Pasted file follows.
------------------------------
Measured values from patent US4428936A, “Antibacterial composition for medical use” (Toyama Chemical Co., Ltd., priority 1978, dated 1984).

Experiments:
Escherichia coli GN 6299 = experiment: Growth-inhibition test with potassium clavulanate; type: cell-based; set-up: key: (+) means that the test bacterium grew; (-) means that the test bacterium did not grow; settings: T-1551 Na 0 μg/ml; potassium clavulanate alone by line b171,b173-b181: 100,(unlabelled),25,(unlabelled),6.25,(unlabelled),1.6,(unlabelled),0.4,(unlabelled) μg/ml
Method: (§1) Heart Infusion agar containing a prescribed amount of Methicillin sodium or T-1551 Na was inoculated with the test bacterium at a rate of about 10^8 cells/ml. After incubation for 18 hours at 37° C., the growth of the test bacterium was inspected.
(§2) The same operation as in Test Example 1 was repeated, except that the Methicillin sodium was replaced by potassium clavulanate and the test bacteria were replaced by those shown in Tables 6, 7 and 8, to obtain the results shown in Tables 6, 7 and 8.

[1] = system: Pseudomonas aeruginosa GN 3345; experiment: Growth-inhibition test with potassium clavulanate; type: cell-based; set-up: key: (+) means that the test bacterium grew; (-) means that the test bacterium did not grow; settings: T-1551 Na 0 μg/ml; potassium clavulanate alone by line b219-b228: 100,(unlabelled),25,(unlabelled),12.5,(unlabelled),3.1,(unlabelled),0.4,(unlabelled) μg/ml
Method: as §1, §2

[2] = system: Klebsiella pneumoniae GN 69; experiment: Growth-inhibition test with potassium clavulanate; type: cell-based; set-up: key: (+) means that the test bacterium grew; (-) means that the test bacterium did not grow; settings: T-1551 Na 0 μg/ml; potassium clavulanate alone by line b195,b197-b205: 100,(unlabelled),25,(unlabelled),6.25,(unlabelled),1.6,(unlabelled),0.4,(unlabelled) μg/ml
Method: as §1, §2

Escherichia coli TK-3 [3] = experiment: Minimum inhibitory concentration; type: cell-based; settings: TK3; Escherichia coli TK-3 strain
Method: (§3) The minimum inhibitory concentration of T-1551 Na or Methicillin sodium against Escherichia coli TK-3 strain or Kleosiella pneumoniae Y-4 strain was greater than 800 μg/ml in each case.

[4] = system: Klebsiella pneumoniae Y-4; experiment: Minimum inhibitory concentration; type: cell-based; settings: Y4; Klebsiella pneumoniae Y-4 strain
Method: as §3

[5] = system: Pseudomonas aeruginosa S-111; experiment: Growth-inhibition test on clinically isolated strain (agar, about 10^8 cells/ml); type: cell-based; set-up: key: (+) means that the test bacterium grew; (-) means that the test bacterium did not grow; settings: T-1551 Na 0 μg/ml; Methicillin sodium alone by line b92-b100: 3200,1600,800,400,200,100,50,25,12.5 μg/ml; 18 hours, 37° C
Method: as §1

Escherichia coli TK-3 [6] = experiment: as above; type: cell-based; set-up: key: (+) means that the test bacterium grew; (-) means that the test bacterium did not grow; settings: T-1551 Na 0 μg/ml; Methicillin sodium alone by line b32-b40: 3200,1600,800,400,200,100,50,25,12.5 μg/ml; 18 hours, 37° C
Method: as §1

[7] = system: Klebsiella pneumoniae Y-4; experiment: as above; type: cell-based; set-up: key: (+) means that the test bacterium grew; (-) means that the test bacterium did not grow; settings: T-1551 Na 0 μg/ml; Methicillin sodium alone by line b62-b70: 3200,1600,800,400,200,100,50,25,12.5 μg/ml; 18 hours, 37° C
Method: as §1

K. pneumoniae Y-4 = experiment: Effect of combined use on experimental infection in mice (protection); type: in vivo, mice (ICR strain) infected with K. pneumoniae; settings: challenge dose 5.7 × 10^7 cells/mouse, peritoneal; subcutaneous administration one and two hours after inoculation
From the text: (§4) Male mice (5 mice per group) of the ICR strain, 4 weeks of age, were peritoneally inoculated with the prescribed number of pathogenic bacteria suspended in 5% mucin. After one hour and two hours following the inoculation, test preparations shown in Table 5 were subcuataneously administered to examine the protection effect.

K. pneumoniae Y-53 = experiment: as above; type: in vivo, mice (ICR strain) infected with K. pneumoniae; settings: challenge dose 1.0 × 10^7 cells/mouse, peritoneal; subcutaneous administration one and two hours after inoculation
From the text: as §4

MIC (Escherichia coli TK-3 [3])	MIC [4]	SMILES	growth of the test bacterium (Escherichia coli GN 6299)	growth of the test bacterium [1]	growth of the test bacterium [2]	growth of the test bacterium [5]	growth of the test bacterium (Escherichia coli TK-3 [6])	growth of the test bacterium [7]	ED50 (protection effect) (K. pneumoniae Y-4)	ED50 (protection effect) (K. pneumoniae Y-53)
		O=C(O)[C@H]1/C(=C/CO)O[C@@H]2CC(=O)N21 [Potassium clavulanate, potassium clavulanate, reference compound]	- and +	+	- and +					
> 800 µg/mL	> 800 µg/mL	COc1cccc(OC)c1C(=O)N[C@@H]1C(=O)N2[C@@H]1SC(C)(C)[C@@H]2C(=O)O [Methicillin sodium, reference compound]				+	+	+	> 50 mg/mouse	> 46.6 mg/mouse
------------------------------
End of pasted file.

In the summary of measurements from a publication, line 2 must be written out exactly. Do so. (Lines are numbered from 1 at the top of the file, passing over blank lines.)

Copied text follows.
Experiments: